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European Vocational Skills Week
News announcement29 August 2019Directorate-General for Employment, Social Affairs and Inclusion1 min read

A student named Nélson


Some 20 years ago, I worked with a class, which had an alternative curriculum, in the Manoel de Oliveira Basic School in Aldoar (Porto) – next to the city Park. The class consisted only of students with recognised social, family, learning and behaviour problems. One of these students was Nélson, then a 13-year-old, well-educated young boy, a little pushy but with enormous learning difficulties in a regular school.

I remember him very well, almost always dressed in jeans and a T-Shirt, sitting on the left side of the room. Sometimes gesticulating with his arms – as if asking for more help from the teacher – to accomplish a task that had been entrusted with it.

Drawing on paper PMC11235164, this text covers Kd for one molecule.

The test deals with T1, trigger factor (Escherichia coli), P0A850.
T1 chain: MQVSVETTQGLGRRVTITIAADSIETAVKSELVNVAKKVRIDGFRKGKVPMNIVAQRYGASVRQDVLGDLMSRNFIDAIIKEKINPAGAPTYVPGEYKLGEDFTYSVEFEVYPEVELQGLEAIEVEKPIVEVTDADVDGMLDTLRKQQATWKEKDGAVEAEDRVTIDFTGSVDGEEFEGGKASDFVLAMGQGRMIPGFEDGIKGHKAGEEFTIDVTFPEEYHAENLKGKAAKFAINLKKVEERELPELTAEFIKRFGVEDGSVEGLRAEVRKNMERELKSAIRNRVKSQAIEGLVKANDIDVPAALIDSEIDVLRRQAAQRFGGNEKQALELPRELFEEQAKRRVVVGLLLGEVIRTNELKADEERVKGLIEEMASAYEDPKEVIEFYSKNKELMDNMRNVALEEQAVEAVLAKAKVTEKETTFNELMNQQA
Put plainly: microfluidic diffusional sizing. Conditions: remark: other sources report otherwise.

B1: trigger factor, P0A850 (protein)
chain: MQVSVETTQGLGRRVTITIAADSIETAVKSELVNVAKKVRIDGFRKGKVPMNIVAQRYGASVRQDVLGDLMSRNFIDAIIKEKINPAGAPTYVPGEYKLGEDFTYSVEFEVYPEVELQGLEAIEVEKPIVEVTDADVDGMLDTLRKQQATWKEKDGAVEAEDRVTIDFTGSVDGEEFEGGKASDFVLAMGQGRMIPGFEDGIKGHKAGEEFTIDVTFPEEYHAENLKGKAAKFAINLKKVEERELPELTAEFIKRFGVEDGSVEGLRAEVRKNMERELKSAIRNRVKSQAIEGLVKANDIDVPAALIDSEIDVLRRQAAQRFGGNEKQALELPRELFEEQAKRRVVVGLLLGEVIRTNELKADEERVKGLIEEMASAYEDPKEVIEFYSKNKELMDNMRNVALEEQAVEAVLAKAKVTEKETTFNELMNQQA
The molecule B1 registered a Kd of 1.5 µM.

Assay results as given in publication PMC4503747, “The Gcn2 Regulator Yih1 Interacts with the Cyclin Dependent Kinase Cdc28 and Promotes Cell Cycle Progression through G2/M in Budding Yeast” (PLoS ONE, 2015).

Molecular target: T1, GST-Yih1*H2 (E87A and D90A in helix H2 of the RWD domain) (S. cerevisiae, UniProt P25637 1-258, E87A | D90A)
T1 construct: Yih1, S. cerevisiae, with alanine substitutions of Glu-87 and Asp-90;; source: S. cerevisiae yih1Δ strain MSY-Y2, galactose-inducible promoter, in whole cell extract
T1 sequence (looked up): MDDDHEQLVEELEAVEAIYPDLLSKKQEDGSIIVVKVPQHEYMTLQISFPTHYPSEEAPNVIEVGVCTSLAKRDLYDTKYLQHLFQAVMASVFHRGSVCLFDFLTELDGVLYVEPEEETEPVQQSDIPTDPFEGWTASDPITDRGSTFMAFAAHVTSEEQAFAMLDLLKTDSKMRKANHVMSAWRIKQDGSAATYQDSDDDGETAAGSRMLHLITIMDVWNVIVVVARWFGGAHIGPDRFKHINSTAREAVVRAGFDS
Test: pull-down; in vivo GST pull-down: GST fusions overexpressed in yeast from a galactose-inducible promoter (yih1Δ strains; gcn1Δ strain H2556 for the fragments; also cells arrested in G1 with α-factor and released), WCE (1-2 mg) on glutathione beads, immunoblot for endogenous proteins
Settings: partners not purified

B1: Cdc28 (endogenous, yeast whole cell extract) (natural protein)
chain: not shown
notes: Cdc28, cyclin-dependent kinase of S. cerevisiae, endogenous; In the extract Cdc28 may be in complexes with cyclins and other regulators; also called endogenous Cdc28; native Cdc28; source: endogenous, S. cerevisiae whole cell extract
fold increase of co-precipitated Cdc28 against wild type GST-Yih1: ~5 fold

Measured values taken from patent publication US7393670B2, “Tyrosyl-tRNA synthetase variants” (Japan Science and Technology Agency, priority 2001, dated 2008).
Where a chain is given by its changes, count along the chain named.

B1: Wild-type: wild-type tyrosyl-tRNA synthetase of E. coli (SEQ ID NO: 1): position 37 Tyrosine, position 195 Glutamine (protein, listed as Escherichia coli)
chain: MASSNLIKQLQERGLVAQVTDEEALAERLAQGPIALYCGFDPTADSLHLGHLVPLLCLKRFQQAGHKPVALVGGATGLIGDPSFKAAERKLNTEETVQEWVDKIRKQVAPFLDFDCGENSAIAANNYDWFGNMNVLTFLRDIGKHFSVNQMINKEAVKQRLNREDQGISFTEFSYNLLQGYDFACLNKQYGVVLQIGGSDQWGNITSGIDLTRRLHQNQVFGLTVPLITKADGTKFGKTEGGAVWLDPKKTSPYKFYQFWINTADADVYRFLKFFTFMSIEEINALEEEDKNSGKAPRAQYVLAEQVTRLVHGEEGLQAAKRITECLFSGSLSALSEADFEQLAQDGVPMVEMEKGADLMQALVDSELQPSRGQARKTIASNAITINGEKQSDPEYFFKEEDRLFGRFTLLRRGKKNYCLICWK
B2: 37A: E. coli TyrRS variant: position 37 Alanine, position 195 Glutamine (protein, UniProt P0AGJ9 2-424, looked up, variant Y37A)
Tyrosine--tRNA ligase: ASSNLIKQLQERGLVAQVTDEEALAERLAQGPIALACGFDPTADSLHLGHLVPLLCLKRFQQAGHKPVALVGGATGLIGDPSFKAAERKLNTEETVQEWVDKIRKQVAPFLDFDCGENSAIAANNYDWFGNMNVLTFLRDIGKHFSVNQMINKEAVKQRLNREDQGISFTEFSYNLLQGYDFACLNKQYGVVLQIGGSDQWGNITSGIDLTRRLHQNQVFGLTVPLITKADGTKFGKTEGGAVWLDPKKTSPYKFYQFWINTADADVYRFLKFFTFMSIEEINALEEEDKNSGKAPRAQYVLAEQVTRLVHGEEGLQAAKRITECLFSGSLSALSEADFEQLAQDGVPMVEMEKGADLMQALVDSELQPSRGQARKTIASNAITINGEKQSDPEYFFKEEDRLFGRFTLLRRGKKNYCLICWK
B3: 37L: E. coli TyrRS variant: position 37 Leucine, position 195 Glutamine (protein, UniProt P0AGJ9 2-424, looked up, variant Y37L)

That school brought together students from favoured social and economic backgrounds, as well as students from families with very low social, economic and cultural status. Nélson was of the latter category, but he seemed to be quite a happy young boy with many friends, and above all, very smiley and playful. For most teachers it would be another young man with no future, either dropping out of school or falling into a path of hopeless life or marginality.

Last year, I was traveling by bus through a luxury part of Avenida da Boavista and I suddenly heard this call, in a voice that I did not identify:

“Hello, teacher? Don’t you remember me? I'm Nélson, from the school in Aldoar!”

I was speechless. He was – in fact – Nélson, a young man, and with that good mood, I had known years before. He wore an elegant suit, a classic white shirt, a tie and a pair of matching black shoes. Of course, I recognised him right away. We exchanged memories and talked about present times.

"I've finished a professional cooking course and I'm working at the Sheraton Hotel”, he said to me. I heard those words with a jubilant joy.

Education changes lives. Often, we cannot see the potential that each young person has, as if they were a secret kept, a gift very well tied, for someone to learn how to unwrap it.

Joaquim Santos, FNE (EAfA member), Portugal


  • Teacher/trainer